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Aylmer Robinson, legendary owner of the ‘Forbidden Island’

Aylmer Robinson (1888-1967) was born at Makaweli into a family that had owned the island of Ni‘ihau since 1864, when his great-grandmother, Scottish-born Eliza Sinclair, had purchased it from King Kamehameha V for $10,000.

When Aylmer’s father, Aubrey Robinson, passed away in 1936, Aubrey and his brother, Lester, inherited Ni‘ihau from him.

Although Aylmer and Lester thereafter jointly owned the island, the management of Ni‘ihau was left to Aylmer Robinson, while Lester managed family properties on Kaua‘i.

It was during Aylmer’s tenure as Ni‘ihau’s manager that the island acquired its nickname, “The Forbidden Island.”

The nickname originated as a consequence of a deadly measles epidemic that had swept through Ni‘ihau during the 1920s or 1930s, killing 11 Hawaiian children out of a total population of only about 200.

Prior to the epidemic, access to Ni‘ihau had been fairly open, but from the time of the epidemic onward, access was “forbidden” by Aylmer Robinson to all persons not passing a medical doctor’s health examination on Kaua‘i.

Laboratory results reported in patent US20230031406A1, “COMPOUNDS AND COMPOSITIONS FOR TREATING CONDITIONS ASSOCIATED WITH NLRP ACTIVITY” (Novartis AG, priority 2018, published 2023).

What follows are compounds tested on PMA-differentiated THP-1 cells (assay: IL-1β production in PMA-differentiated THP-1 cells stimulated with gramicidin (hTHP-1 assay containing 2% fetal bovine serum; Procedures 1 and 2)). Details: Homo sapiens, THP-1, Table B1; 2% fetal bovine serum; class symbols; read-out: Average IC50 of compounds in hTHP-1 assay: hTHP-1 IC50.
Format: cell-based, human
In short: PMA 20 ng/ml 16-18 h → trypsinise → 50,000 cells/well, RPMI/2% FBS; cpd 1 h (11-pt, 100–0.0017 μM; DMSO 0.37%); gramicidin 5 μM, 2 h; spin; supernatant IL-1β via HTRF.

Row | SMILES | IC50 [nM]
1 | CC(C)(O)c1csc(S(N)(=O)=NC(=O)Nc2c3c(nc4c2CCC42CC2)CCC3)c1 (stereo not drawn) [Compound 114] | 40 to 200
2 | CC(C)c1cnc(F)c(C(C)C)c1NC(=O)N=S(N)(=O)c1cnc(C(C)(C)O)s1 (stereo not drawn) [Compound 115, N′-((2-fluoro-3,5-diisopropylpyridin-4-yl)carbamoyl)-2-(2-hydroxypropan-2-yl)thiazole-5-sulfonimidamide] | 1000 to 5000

The Robinsons later credited the medical restriction Aylmer imposed with preventing the spread of a national polio epidemic to Ni‘ihau in the early 1950s.

Aylmer’s quarantine remained in effect until about 1978.

Today, the Robinsons allow access only to Ni‘ihau residents and nonresidents with legitimate business.

This policy maintains the residents’ freedom to carry on their traditional way of life without undue outside influence.

Aylmer Robinson was an authority on Hawaiian language, handicraft, geography, history and culture.

He spoke the Hawaiian language beautifully, and his business records pertaining to Ni‘ihau were written by him in the Hawaiian language.

He was also thoroughly acquainted with Ni‘ihau’s historic traditions, including stories of visits by strangers to Ni‘ihau in earlier times.

This knowledge led him to suspect that Spanish and Chinese or Japanese seafarers had reached Hawai‘i prior to Captain James Cook’s discovery in 1778 and had integrated themselves with Hawaiians.

He never married, and willed his ownership in Ni‘ihau to his brother, Lester, and Lester’s wife for their lifetimes, and to Lester’s sons, Keith and Bruce Robinson, Ni‘ihau’s present owners, upon the deaths of their parents.
Source: The Garden Island

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